Miami resident Ana Veciana-Suarez, an award-winning journalist, syndicated columnist and author, has released her latest book, “Dulcinea” (May 2, Blackstone Publishing), a historical novel set in Golden Age Spain.
As part of her launch tour, she will be interviewed by former Miami Herald books editor Connie Ogle on Friday, May 19 at 7 p.m. at Books&Books, 265 Aragon Ave., Coral Gables.
Veciana-Suarez is perhaps best known for her columns on family life, where she shares personal moments of joy and sadness as well as her sharp observations on the ties that bind us.
Veciana-Suarez’s “Dulcinea” reimagines the most famous woman in Spanish literature. It alternates between the late 1500s and the early 1600s, weaving together a poignant story of love, loss and redemption. Publishing industry journal Kirkus Reviews calls it “a feminist reclamation.”
The novel’s narrator is Dolça Llull Prat, a wealthy Barcelona woman who falls in love with an impoverished poet-soldier named Miguel Cervantes. It is a forbidden relationship, one that overcomes many obstacles over the years until the writer renders her as the lowly fictional character in his bestselling masterpiece. By doing so, he unwittingly exposes his muse to ridicule and gossip. When Dolça receives Miguel’s deathbed request to see her one last time, she must race across the dangerous roads of Spain with the intention of unburdening herself of an old secret. On the journey she encounters bandits, the Inquisition and illness, but more importantly she wrestles with the choices she’s made and the regrets she has harbored. At its heart, “Dulcinea” is about missed opportunities and second chances, but it’s also about how it’s never too late to make amends.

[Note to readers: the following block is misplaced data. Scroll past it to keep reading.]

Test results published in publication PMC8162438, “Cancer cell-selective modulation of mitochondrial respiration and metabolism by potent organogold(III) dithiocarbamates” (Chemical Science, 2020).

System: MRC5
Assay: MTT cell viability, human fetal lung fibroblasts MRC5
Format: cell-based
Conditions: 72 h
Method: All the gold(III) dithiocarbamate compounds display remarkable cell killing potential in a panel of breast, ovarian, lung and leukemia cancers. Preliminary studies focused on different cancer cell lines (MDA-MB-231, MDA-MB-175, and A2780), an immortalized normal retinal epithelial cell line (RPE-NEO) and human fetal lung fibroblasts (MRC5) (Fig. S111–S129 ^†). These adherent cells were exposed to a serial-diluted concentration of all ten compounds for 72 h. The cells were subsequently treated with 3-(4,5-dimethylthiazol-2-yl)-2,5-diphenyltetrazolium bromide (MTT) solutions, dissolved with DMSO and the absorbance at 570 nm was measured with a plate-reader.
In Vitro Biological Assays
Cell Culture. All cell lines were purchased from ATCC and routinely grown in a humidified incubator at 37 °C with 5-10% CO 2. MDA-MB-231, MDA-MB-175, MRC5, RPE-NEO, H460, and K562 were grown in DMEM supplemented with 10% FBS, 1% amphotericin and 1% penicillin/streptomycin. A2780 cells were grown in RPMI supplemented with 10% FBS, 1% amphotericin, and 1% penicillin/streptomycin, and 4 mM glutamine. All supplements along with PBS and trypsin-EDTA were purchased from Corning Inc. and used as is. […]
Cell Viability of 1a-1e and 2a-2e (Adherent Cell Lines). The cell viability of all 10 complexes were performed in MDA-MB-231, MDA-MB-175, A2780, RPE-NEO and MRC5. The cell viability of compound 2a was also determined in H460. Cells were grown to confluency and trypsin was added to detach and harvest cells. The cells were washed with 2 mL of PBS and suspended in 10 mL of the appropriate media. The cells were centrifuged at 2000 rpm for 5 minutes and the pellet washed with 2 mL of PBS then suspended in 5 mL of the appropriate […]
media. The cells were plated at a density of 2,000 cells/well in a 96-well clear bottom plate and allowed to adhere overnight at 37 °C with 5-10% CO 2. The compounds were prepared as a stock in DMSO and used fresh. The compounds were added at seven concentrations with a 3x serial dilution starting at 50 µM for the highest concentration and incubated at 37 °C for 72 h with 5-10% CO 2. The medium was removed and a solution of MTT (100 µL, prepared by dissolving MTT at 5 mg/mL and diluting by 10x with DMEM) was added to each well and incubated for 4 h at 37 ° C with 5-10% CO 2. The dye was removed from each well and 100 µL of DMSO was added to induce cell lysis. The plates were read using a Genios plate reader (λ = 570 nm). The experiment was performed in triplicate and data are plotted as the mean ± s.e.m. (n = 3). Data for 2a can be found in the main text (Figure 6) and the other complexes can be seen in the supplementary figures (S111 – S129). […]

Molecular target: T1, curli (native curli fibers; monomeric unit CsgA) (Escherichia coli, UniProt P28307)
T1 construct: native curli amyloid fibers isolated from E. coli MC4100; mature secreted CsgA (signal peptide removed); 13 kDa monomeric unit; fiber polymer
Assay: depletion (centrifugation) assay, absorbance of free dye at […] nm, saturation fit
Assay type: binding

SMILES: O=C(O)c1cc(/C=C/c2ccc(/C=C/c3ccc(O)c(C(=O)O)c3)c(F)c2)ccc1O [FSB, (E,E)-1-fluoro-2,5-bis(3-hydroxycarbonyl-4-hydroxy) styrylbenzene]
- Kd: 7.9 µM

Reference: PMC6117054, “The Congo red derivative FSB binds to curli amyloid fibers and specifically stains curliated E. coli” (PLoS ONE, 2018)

“Dulcinea” has garnered early praise, from other writers, including Diana Abu-Jaber, author of “Fencing with the King,” who calls it “an exquisite brocade of history and imagination” and Laurie Lico Albanese, author of “Hester,” who says the novel is “a bold work of revelatory imagination filled with secrets, trysts, love, loyalty, deceptions, and passion.”
Veciana-Suarez has said the idea came to her in 10th grade, while she was reading Don Quijote in Spanish IV class. “I wanted to bring Dulcinea out of the shadows and give her a voice and a life,” she adds. “Fifty years and several detours later, I finally have.”
The author is a recipient of a CINTAS Fellowship in Creative Writing and an Individual Artist Fellowship from the state of Florida. Her commentary has appeared in Woman’s Day, Reader’s Digest, O The Oprah Magazine, and various newspapers and websites. Visit her at www.anavecianasuarez.com.